In an age of contactless journeys, vehicle drivers in both the private and public sectors face new challenges – how can they keep a safe distance?
Predictions have “contactless” journeys as a safer alternative to help people limit their interactions with key touchpoints in public travel. In places like the UK, for example, limiting the circulation of hard money, is just one such attempt to promote safe travel. This comes as an answer to rising safety concerns. In the UK, taxi death rates involving COVID-19 are one of the highest compared to other occupations, according to official figures. Yet, when it comes to transportation – public, private, or commercial – this once bustling sector is still evolving to understand how it keep can both passengers and drivers protected.
Major movement has been an important theme in making the modern world; being a global citizen, as many are self-described, is synonymous with a sense of travel. In fact, things that are global seem inseparable from transport. In the wake of the pandemic, the aviation sector has nosedived by about 90%, car sales and manufacturing have been slumping, and general mobility is not what it used to be.
Debated by pundits in the news, the safety of passengers in public transport seems, at times, to be improving amidst COVID-19 precautions. The arrival of a universal law about face coverings is one step in correctly establishing safety protocol that layers in protection for those travelling in spaces that might be unwillingly compromised.
A challenge for vehicle drivers and passengers
All forms of travel – from cross country to international – have felt the squeeze of restrictions.
Urban transport, among many other sectors, is having to self-innovate. In the early moments after the travel restrictions lifted, the transportation industry answered with heightened responsibility, better PPE availability, and strict safety codes – using regular sanitisation stations, for example. With the virus in circulation, those who travel in these spaces must be vigilant.
Priority has been given, in many scenarios, to frontline (key) workers and those making the gradual return to work. Some of the greatest tools in overcoming the virus, from this sector, has been the balance of both creativity and compassion in strong measure. The remobilisation of these key workers, with airline staff being redeployed to help, has seen a push to refocus on providing transport to frontline staff, usually related to the NHS.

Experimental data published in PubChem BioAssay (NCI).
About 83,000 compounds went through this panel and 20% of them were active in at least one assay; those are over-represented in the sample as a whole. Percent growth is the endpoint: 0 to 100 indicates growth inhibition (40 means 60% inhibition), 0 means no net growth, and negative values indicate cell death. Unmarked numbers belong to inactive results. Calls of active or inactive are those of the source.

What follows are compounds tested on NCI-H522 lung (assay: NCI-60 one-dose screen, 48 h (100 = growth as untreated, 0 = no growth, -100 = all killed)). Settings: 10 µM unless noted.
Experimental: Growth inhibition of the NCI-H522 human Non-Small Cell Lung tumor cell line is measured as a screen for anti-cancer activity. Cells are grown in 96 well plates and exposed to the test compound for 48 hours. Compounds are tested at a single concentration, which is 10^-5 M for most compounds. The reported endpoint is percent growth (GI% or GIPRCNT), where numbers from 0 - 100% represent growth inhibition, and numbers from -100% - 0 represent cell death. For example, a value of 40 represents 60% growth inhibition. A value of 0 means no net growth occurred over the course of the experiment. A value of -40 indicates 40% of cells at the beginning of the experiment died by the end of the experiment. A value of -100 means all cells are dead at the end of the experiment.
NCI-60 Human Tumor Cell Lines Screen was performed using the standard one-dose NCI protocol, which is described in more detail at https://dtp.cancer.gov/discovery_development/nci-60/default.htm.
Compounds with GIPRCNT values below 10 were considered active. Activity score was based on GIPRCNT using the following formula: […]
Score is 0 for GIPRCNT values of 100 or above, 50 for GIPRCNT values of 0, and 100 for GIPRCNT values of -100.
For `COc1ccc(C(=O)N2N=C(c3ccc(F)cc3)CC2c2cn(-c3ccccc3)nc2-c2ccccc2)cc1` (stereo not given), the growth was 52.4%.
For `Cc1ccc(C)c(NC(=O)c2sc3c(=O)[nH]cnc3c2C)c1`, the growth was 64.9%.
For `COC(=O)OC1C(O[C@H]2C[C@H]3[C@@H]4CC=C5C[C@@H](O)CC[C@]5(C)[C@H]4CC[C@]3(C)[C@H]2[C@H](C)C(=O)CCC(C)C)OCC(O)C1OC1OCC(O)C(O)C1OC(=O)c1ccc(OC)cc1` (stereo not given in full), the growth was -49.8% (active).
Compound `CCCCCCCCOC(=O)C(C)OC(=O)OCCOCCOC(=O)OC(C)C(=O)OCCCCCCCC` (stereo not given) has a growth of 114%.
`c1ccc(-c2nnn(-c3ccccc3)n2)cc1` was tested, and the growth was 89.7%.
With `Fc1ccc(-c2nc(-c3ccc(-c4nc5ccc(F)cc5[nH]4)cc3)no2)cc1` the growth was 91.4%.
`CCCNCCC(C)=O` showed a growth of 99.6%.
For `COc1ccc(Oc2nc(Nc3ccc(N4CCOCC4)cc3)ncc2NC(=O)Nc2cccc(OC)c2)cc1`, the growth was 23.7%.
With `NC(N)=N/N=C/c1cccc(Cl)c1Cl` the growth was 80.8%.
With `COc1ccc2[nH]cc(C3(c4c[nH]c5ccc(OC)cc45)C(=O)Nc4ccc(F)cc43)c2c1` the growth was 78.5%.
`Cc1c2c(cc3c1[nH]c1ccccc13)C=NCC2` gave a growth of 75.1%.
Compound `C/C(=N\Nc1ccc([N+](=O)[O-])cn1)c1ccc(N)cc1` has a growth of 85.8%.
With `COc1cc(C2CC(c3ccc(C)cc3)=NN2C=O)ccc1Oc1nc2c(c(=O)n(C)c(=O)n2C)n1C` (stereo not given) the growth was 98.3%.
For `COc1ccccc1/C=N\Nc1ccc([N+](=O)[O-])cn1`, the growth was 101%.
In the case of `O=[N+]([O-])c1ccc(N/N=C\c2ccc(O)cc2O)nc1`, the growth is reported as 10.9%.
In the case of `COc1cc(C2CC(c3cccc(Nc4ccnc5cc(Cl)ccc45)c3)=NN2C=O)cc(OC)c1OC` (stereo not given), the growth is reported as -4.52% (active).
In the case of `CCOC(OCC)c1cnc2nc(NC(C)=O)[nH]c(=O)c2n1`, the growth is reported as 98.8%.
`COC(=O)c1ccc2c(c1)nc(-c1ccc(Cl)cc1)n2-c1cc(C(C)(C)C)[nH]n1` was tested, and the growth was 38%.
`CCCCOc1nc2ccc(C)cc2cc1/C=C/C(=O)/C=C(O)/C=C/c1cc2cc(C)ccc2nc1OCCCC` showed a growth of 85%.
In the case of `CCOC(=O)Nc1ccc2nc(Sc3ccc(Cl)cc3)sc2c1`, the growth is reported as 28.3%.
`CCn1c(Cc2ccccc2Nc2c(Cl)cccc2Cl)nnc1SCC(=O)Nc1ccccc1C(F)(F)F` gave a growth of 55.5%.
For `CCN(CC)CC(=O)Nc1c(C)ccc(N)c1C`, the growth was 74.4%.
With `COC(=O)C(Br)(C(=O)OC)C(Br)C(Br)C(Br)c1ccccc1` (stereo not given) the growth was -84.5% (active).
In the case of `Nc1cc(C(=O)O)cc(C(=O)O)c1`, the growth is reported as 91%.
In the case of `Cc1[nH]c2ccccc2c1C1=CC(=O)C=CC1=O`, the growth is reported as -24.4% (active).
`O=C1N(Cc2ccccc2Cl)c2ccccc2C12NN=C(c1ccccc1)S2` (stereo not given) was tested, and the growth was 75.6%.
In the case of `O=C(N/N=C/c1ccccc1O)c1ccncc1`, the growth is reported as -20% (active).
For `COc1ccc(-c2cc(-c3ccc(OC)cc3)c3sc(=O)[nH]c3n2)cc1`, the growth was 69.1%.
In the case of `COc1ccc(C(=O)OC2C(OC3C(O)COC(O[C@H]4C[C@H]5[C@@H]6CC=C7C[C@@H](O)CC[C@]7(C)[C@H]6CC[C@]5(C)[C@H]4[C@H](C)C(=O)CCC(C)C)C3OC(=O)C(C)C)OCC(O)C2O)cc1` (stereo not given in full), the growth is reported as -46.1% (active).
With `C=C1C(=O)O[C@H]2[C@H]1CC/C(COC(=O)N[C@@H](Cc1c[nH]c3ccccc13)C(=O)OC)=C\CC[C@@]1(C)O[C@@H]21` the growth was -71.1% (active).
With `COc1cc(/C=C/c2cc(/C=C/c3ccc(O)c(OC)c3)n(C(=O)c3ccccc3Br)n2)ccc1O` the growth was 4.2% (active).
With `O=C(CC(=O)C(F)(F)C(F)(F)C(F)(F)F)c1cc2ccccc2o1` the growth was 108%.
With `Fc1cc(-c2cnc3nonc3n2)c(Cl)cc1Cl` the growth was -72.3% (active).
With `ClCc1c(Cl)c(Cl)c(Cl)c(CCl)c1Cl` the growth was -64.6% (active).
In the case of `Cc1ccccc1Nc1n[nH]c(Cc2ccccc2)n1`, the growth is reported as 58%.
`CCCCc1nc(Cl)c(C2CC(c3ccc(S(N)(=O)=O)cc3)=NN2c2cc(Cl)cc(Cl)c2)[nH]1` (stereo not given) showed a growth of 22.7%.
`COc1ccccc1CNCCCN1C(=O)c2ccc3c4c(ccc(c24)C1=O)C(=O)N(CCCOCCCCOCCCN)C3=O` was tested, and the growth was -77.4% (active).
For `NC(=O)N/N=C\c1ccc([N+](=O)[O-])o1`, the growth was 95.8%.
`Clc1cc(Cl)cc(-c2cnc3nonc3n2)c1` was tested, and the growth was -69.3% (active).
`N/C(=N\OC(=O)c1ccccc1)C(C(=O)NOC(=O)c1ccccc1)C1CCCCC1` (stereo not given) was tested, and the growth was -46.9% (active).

Measuring the impact on drivers
Perhaps the greatest share of responsibility falls on those who drive commercial or public vehicles. Drivers must be cautious and can refuse their vehicle to those who travel without meeting the basic safety protocol. Whether the mode of travel is by train, bus or taxi, these communal spaces are expected to live up to safety etiquette.
Taxi drivers are at high risk
The National Statistics Office (ONS) has recently discovered that taxi and private hire vehicle drivers suffer the highest casualty rate of Covid-19 in England and Wales. The full statement captures “taxi and cab drivers and chauffeurs” as the category with the leading death rate. Shortly behind, public drivers including bus and coach workers share bleak casualty rates related to road drivers. It is unusual that, compared with public transport, private road users are more susceptible to the virus. Perhaps because regulation is more stringent in these areas, public transport is more capably adapting itself to the challenges of the pandemic.
How are passengers responding?
This is mostly built up from commuting traffic, where public transport has long been a cost-effective alternative. Social-distancing measures has caused many to review and reflect on how they travel, with recorded dips in those using public transport to travel in the months after the lockdown lifted and restrictions eased.
Safety solutions for drivers
In responding to safety pressures, the arrival of new PPE solutions like plastic isolation screens are universally fit to many commercial or private vehicles. This screen has safety applications that help businesses, like taxis, resume as usual. Even larger commercial vehicles, such as buses, will find it helpful in isolating passengers safely and keeping ‘distanced’ for the duration of a journey.
This separation screen is one of many examples of companies responding to the pandemic in creative, safety-first ways. Post-pandemic recovery, its commonly held, can more safely be facilitated via new developments like these partition screens.
A safer journey for transportation
Transport and mobility, as entwined industries, are currently in review. The pandemic has forced many businesses to reconsider their operation and prepare it for a world after the pandemic.
Both the dips in pollution, which is causing many to advocate for cleaner travel solutions, and the safety issues with communal travel have accelerated key conversations. The general advice for transport is that industries must work in concert to facilitate the recovery process. Businesses working collaboratively to create, at mass, air ventilation systems for those in critical care has created a strong case for the cross-pollination of businesses and industries. With this applied to transport, the likes of composite-manufacturers, safety regulators, and car makers could unite in creating a future product to withstand the challenges in post-pandemic world.
Perhaps the salvation for a new era of transport, post-pandemic, rests in the willingness of the industry to reform in league with energy, trade and tourism and beyond.
Fraser Rankin writes on behalf of Permali, which specializes in the design, manufacture and supply of composite materials and components for aerospace, defence and other industries worldwide.